This is a small stalactitic form that occurs near cave entrances and resembles sharks' teeth.
I have seen this form in a cave at Bats Ridge (Victoria) where the bedrock
is aeolian calcarenite.
It appears to be made of a mixture of moonmilk minerals and something with
chlorophyll, eg cyanobacteria.
The outer side of these little stalactites is greenish whereas the inner side is white.
The stalactites have a pronounced flatness as though to maximize the amount of light falling
Each "tooth" is about 1 cm wide, 2 cm long and about 5 mm thick at its base.
The "sharks' teeth" are deposited en echelon so as to form a stalactitic aggregate.
The cave also has large tray-like stalactites of moonmilk,
and dryish moonmilk covers most walls.
The sharks' teeth form clumps which look like normal stalactites from a distance.
Possibly what is happening is this:
Aeolian calcarenite is a very porous rock made of grains of calcium carbonate and silica blown into sand dunes and cemented. The ones at Bats Ridge are Pleistocene in age (White, 1995). The porosity of the rock allows seepage water to moisten a larger area of the cave roof than would occur in harder, more consolidated limestone. At Bats Ridge, most roof surfaces are covered in moonmilk to some extent. White states that the moonmilk is needle form calcite, with a high moisture content between the fibres.
In a large chamber in the cave, large (about 2 m long and 0,5 m wide) stalactites of moonmilk occur, presumably at those parts of the roof with more seepage water than elsewhere. The sharks teeth stalactites only occur near one of the cave's entrances on the sunny side.
One possibility considered was condensation of moist warm air at the entrance during the cooler months, however this should lead to forms seen in other caves and not specifically sharks teeth stalactites.
Maybe during the cooler months (winter is the wet season) there is more moisture available to feed the moonmilk stalactites. During summer, the sun passes higher overhead but in winter, the area where the sharks teeth stalactites occur may be directly illuminated with the lower angled sunlight. This would allow calcite to deposit more rapidly where the sunlight falls on wet areas of the sharks teeth. This is similar to the discussion regarding crayback stalagmites and spelothems that appear to lean towards the light.
The caves are relatively shallow and the roof of the cave is well within the zone in which soil bacteria thrive. The vegetation above is sclerophyll, with Banksia and low Eucalypt. Moisture content must be fairly high as leeches are a hazardous "feature" of the area.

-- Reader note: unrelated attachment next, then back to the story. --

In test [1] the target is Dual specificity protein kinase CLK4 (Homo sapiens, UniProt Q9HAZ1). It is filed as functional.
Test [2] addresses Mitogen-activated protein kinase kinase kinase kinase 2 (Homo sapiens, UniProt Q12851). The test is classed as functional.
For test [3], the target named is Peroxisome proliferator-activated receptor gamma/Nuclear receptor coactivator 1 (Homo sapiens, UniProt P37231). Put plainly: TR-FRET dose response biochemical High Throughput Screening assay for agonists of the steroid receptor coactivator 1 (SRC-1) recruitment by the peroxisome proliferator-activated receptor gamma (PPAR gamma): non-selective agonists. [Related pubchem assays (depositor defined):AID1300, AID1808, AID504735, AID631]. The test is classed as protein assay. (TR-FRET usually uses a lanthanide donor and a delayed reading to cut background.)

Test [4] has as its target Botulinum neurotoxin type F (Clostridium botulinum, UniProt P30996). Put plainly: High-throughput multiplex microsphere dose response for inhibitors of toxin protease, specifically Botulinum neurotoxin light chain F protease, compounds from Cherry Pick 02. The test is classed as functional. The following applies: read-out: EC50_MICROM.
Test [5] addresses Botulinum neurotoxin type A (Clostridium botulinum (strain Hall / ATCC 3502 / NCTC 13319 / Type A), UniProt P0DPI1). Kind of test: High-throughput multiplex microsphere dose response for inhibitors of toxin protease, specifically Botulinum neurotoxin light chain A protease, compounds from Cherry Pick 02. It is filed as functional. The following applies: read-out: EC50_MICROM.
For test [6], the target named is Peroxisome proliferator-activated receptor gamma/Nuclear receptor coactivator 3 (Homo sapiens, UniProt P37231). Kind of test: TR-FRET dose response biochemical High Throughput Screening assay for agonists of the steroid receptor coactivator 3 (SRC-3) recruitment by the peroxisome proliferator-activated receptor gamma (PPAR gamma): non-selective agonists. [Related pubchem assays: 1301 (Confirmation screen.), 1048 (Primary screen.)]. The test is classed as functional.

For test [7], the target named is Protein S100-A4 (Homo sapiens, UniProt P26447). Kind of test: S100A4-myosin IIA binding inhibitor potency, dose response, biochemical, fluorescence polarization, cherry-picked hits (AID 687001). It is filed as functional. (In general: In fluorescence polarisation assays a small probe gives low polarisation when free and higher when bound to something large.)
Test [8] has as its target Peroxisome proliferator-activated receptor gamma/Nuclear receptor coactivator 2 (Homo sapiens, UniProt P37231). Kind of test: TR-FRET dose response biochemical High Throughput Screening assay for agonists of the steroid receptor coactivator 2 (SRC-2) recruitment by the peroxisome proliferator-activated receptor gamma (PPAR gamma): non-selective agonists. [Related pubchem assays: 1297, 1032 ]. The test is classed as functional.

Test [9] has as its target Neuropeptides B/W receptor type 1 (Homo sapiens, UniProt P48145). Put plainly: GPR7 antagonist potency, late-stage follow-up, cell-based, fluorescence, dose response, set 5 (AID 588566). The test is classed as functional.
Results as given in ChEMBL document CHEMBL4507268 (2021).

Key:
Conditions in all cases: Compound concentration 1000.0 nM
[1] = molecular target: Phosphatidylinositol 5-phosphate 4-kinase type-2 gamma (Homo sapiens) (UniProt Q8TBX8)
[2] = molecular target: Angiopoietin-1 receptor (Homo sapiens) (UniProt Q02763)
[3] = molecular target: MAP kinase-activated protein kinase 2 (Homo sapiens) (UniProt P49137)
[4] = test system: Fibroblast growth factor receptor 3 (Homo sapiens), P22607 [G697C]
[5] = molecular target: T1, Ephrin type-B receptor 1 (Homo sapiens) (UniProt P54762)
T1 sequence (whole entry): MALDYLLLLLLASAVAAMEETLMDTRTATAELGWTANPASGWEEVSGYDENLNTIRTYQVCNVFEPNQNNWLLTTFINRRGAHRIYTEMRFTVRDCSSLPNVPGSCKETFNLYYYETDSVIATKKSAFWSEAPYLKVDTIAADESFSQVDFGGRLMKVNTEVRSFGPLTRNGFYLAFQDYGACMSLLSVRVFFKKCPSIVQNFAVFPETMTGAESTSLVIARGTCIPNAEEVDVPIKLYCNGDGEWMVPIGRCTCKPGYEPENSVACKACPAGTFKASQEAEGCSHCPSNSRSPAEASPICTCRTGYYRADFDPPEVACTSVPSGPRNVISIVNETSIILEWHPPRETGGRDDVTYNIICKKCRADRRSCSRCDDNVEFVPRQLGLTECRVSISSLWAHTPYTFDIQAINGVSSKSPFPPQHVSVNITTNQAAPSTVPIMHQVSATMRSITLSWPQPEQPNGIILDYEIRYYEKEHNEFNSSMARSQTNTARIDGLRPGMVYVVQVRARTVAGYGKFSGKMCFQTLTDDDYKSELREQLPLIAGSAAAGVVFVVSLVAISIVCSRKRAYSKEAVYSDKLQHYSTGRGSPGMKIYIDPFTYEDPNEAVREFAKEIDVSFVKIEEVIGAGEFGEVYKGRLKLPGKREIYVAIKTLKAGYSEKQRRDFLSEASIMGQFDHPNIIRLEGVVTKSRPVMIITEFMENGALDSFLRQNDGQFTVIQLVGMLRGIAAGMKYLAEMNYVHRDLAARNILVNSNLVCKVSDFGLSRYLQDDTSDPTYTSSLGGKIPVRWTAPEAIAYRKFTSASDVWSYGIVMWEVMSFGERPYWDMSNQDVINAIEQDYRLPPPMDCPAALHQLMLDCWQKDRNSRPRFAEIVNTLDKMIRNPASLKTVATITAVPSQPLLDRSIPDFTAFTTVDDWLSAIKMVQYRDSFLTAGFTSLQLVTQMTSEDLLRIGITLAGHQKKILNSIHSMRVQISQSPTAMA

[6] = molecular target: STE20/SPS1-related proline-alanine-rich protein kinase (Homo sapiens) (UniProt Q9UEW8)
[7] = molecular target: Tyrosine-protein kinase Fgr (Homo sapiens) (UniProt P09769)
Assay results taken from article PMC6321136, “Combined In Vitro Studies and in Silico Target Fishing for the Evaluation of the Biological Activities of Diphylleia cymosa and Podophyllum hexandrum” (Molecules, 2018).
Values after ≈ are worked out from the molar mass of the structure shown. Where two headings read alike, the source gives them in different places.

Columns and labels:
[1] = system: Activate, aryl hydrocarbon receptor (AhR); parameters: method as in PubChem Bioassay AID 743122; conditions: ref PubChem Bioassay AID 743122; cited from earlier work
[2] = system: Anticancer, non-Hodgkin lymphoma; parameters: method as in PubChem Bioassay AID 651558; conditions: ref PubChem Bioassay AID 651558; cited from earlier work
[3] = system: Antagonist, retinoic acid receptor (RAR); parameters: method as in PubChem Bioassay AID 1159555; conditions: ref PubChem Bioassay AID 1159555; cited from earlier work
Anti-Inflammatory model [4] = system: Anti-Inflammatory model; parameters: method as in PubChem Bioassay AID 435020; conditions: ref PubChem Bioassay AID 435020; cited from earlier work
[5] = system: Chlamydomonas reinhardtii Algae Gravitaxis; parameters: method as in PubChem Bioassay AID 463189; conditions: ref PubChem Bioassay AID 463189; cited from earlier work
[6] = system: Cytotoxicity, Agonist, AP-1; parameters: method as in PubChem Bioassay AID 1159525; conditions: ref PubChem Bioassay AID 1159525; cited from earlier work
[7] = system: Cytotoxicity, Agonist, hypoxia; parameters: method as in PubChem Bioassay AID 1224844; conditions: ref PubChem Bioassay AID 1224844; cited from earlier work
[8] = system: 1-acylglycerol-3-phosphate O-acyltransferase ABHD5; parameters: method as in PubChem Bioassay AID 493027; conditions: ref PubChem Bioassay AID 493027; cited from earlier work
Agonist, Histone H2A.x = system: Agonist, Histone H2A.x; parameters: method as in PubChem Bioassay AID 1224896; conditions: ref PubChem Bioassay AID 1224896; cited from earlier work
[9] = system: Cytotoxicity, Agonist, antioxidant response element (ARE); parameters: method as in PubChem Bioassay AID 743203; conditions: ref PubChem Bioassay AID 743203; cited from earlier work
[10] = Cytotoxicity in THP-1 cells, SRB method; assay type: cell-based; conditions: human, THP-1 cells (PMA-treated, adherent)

Futher notes about Fluffy moonmilkThere are at least three occurrences of a rather fluffy variety of moonmilk which I have encountered in NSW caves.
|Thin fluffy coatings|
|In the Wollondilly (tourist) cave at Wombeyan Caves, there is a deposit of fluffy moonmilk covering one wall in an area called "The Loft" where there is at times a fair bit of air moving from one part of the cave to another. The deposit is about 5 mm depth and covers an area of about 3m high by 10m wide. It is developed on a mixture of sand and igneous rocks which have been washed into the (marble) cave. There is some evidence for an old bat guano deposit in the area, based on the corroded appearance of stalactites and stalagmites nearby. The deposit is mostly white, with patches of cream and light orange. In situ, the deposit glows bluish under long wave UV light.|
|A similar kind of fluffy deposit occurs on the surface of hemispherical
deposits at Jenolan (NSW), locally called "potatoes" after the fancied
resemblance to the vegetable.
I first noticed this during the survey of a cave in the northern end of Jenolan.
A very small quantity of the fluff was rubbed between the fingers. Like other forms of moonmilk, it felt pasty like cottage cheese and nothing like fungus.
I thought that it may have been made of the same material as the "potatoes", only the "potatoes" are older and more consolidated. This will be discussed separately in another article.
Possibly the fluffy deposit is the active growing part of the hemispheres. Where this deposit is found, the cave is dry and the air is still although the humidity is high. I have seen examples of this form in several caves at Jenolan, including the showcaves (Lucas and Chifley), and in one cave at Wombeyan. In each case, it occurs with a suspected ancient bat guano deposit.
The unofficial name for the substance was coined by ANU student, Mr
I. McCulloch during a mineralogical survey of the Chifley cave with
members of the Australian Museum in 2000.
This most intriguing of the fluffy deposits at
Jenolan Caves occurs in the Wilkinson
Branch of the Chifley (show) Cave at Jenolan.
In 1899, John Mingaye (chemical analyst for the NSW Goverment Department of Mines and Agriculture) analysed a sample of this material. He wrote:
Two samples of this substance were received. The first, which weighed 1½ grammes, Guide Wyburd states, "was compressed into a small match-box, and would fill your hat in its natural state."
"It is so light that, when you blow at it, it falls off the roof and sides like snow." It is stated to occur in one cave only - that is, at the end of the Wilkinson Cave. The fungoid growth appears to be very rapid, for since the sample was received it formed in large quantities, and has the appearance of very fine wadding.
The analysis showed the bulk of the material to be calcium carbonate (72-76%),
silica (13-17%), magnesium carbonate (5-6%) and small quantities (around 1%) of moisture,